NOTE: For a PDF copy of this segment, please click here. This will enable you to print out the entire text of the article. [Rev 1]
Key Concepts of Mishlei 16-33 (Luck)
People buy lottery tickets on the off-chance that they might win a fortune. If they win they think it is their good luck. But statistics show that most people who a win a large sum of money in a lottery end up worse off than they were before they bought the ticket.
Similarly, people who draw lots in the process of dividing an inheritance may have have their eye on a particular share and are then disappointed that they don’t get what they hoped.
What people fail to realize is that there is no such thing as blind chance. Ultimately everything that happens to a person is the will of Hashem and is likely to be a test of his character. The way he handles his “good” or “bad” luck will give him an opportunity to develop his character or the opposite.
When people find it difficult to peacefully resolve the division of property such as in the case of an inheritance, they may use a form of גּוֹרָל (lottery or “game of chance”) to avoid conflict. Generally, the process should be supervised by a respected talmid chacham to ensure that the participants have committed themselves to agree in advance with the outcome and that nobody feels he has been cheated.
(לג) בַּחֵיק יוּטַל אֶת הַגּוֹרָל וּמֵה’ כָּל מִשְׁפָּטוֹ:
[When] the lot is placed in the lap [where it is hidden before being cast], its entire judgment has [aready] been decided by Hashem.
This proverb analyzes chance in terms of casting a lot. This may be thought of as placing tokens into a hidden place on a person’s lap or bosom and drawing out one or more at random. A token is then cast down and studied to see how it has landed. This may provide an indication of what will happen in the future or what people should do about it. But the casting of lots does not determine anyone’s fate. If correctly interpreted it merely reveals what was previously decreed by Hashem.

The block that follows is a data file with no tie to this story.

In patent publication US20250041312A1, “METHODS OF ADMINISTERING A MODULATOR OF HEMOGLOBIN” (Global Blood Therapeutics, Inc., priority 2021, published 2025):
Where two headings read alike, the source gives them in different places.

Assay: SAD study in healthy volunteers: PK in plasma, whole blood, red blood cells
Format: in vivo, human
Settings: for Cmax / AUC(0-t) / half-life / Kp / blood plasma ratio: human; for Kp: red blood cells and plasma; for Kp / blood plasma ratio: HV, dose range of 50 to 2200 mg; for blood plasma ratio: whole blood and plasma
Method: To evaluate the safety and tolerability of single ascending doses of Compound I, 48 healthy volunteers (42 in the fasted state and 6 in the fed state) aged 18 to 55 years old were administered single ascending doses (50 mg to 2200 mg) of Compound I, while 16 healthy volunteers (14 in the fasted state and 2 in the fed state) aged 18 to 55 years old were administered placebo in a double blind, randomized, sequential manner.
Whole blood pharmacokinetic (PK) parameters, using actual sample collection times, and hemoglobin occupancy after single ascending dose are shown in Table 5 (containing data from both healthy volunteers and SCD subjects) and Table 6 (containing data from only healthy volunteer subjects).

Mishlei tells us that since everything that happens is the will of Hashem, even before the lot has been put into its hidden place, the result of the process has already been determined by the will of Hashem.
(לג) בַּחֵיק יוּטַל אֶת הַגּוֹרָל
וּמֵה’ כָּל מִשְׁפָּטוֹ:
When the lot is cast in the lap — בַּחֵיק יוּטַל אֶת הַגּוֹרָל , its entire judgment has already been decided by Hashem — וּמֵה’ כָּל מִשְׁפָּטוֹ .
A series of insights illuminating this proverb are presented below. The numbers identifying the insights refer to the listing of sources at the end of the segment.
(1) A lot can’t influence the will of Hashem or reveal that which He wants concealed, unless there are explicit instructions to use the lot to reveal that will. Such was the lot cast in Yehoshua’s time to divide the Land among the Shevatim. Otherwise, lacking such instruction, a lot is merely a gentleman’s agreement between two disputing sides.
(2) One should not approach the casting or drawing of a lot with the intention of “revealing His Will,” since the result of the lot can leave the loser with a feeling of injustice.
(3) This proverb is advice to heirs of property. One shouldn’t think that because fate may cause the lot to fall to one’s disadvantage, it is preferable to divide the inheritance with quarrels and court action. The lot is cast according to Hashem’s will and each will receive his destined inheritance.
The primary sources used for the additional insights illuminating this segment are listed below.
(1) – דעת סופרים
(2) – דעת סופרים
(3) – אלשיך